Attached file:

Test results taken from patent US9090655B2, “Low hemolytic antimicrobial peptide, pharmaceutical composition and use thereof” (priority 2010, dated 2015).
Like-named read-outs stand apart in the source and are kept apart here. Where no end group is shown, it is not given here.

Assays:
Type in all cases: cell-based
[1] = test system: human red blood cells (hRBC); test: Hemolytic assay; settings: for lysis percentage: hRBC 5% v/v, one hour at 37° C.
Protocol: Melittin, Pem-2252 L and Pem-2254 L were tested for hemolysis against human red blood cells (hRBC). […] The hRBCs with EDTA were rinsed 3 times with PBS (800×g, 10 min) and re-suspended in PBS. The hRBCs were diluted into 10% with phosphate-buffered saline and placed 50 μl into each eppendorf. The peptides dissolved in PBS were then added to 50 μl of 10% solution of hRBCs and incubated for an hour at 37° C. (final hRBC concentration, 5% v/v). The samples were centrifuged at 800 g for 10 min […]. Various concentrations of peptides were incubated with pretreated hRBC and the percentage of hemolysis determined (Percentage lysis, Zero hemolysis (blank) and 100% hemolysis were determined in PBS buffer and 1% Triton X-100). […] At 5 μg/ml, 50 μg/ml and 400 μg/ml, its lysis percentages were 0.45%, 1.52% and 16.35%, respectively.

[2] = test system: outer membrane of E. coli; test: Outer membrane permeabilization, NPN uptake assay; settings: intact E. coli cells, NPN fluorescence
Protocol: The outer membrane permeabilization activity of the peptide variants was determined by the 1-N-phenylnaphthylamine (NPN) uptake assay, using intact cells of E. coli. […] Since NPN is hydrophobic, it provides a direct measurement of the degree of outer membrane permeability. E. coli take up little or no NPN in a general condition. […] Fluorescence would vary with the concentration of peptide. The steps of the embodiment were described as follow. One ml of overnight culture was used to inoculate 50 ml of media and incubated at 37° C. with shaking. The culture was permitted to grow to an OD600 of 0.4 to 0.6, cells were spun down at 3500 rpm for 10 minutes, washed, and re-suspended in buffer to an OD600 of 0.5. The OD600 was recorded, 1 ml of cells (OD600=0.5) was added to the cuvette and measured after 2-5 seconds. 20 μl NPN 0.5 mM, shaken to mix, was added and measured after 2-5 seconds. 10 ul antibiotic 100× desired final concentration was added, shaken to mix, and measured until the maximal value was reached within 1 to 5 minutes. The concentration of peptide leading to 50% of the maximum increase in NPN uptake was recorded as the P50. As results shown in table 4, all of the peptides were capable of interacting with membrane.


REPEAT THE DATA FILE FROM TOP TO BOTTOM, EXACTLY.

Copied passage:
Test results taken from patent US9090655B2, “Low hemolytic antimicrobial peptide, pharmaceutical composition and use thereof” (priority 2010, dated 2015).
Like-named read-outs stand apart in the source and are kept apart here. Where no end group is shown, it is not given here.

Assays:
Type in all cases: cell-based
[1] = test system: human red blood cells (hRBC); test: Hemolytic assay; settings: for lysis percentage: hRBC 5% v/v, one hour at 37° C.
Protocol: Melittin, Pem-2252 L and Pem-2254 L were tested for hemolysis against human red blood cells (hRBC). […] The hRBCs with EDTA were rinsed 3 times with PBS (800×g, 10 min) and re-suspended in PBS. The hRBCs were diluted into 10% with phosphate-buffered saline and placed 50 μl into each eppendorf. The peptides dissolved in PBS were then added to 50 μl of 10% solution of hRBCs and incubated for an hour at 37° C. (final hRBC concentration, 5% v/v). The samples were centrifuged at 800 g for 10 min […]. Various concentrations of peptides were incubated with pretreated hRBC and the percentage of hemolysis determined (Percentage lysis, Zero hemolysis (blank) and 100% hemolysis were determined in PBS buffer and 1% Triton X-100). […] At 5 μg/ml, 50 μg/ml and 400 μg/ml, its lysis percentages were 0.45%, 1.52% and 16.35%, respectively.

[2] = test system: outer membrane of E. coli; test: Outer membrane permeabilization, NPN uptake assay; settings: intact E. coli cells, NPN fluorescence
Protocol: The outer membrane permeabilization activity of the peptide variants was determined by the 1-N-phenylnaphthylamine (NPN) uptake assay, using intact cells of E. coli. […] Since NPN is hydrophobic, it provides a direct measurement of the degree of outer membrane permeability. E. coli take up little or no NPN in a general condition. […] Fluorescence would vary with the concentration of peptide. The steps of the embodiment were described as follow. One ml of overnight culture was used to inoculate 50 ml of media and incubated at 37° C. with shaking. The culture was permitted to grow to an OD600 of 0.4 to 0.6, cells were spun down at 3500 rpm for 10 minutes, washed, and re-suspended in buffer to an OD600 of 0.5. The OD600 was recorded, 1 ml of cells (OD600=0.5) was added to the cuvette and measured after 2-5 seconds. 20 μl NPN 0.5 mM, shaken to mix, was added and measured after 2-5 seconds. 10 ul antibiotic 100× desired final concentration was added, shaken to mix, and measured until the maximal value was reached within 1 to 5 minutes. The concentration of peptide leading to 50% of the maximum increase in NPN uptake was recorded as the P50. As results shown in table 4, all of the peptides were capable of interacting with membrane.